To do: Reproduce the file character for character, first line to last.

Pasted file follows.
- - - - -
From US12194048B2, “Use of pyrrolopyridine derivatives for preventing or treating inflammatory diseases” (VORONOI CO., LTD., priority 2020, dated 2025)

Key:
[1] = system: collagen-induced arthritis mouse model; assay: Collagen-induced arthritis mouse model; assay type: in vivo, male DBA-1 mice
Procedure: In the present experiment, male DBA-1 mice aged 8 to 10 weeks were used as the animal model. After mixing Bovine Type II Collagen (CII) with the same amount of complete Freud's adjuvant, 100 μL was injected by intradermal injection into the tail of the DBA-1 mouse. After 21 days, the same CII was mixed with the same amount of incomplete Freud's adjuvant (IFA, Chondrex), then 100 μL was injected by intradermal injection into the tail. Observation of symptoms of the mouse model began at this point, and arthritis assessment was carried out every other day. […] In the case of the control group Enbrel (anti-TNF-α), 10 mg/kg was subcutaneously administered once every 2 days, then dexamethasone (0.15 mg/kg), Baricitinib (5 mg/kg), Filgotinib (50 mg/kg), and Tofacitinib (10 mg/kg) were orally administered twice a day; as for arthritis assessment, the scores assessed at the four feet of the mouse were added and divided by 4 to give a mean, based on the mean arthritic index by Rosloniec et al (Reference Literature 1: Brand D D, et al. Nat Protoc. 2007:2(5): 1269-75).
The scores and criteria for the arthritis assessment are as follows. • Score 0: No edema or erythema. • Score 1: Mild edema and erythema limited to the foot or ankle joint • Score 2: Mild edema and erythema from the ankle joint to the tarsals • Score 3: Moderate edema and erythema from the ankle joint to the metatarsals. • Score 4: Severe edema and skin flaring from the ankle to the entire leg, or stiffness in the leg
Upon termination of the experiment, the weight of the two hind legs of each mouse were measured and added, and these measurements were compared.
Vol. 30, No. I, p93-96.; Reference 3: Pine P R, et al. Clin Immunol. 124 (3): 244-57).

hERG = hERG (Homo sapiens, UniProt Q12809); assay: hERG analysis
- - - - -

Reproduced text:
From US12194048B2, “Use of pyrrolopyridine derivatives for preventing or treating inflammatory diseases” (VORONOI CO., LTD., priority 2020, dated 2025)

Key:
[1] = system: collagen-induced arthritis mouse model; assay: Collagen-induced arthritis mouse model; assay type: in vivo, male DBA-1 mice
Procedure: In the present experiment, male DBA-1 mice aged 8 to 10 weeks were used as the animal model. After mixing Bovine Type II Collagen (CII) with the same amount of complete Freud's adjuvant, 100 μL was injected by intradermal injection into the tail of the DBA-1 mouse. After 21 days, the same CII was mixed with the same amount of incomplete Freud's adjuvant (IFA, Chondrex), then 100 μL was injected by intradermal injection into the tail. Observation of symptoms of the mouse model began at this point, and arthritis assessment was carried out every other day. […] In the case of the control group Enbrel (anti-TNF-α), 10 mg/kg was subcutaneously administered once every 2 days, then dexamethasone (0.15 mg/kg), Baricitinib (5 mg/kg), Filgotinib (50 mg/kg), and Tofacitinib (10 mg/kg) were orally administered twice a day; as for arthritis assessment, the scores assessed at the four feet of the mouse were added and divided by 4 to give a mean, based on the mean arthritic index by Rosloniec et al (Reference Literature 1: Brand D D, et al. Nat Protoc. 2007:2(5): 1269-75).
The scores and criteria for the arthritis assessment are as follows. • Score 0: No edema or erythema. • Score 1: Mild edema and erythema limited to the foot or ankle joint • Score 2: Mild edema and erythema from the ankle joint to the tarsals • Score 3: Moderate edema and erythema from the ankle joint to the metatarsals. • Score 4: Severe edema and skin flaring from the ankle to the entire leg, or stiffness in the leg
Upon termination of the experiment, the weight of the two hind legs of each mouse were measured and added, and these measurements were compared.
Vol. 30, No. I, p93-96.; Reference 3: Pine P R, et al. Clin Immunol. 124 (3): 244-57).

hERG = hERG (Homo sapiens, UniProt Q12809); assay: hERG analysis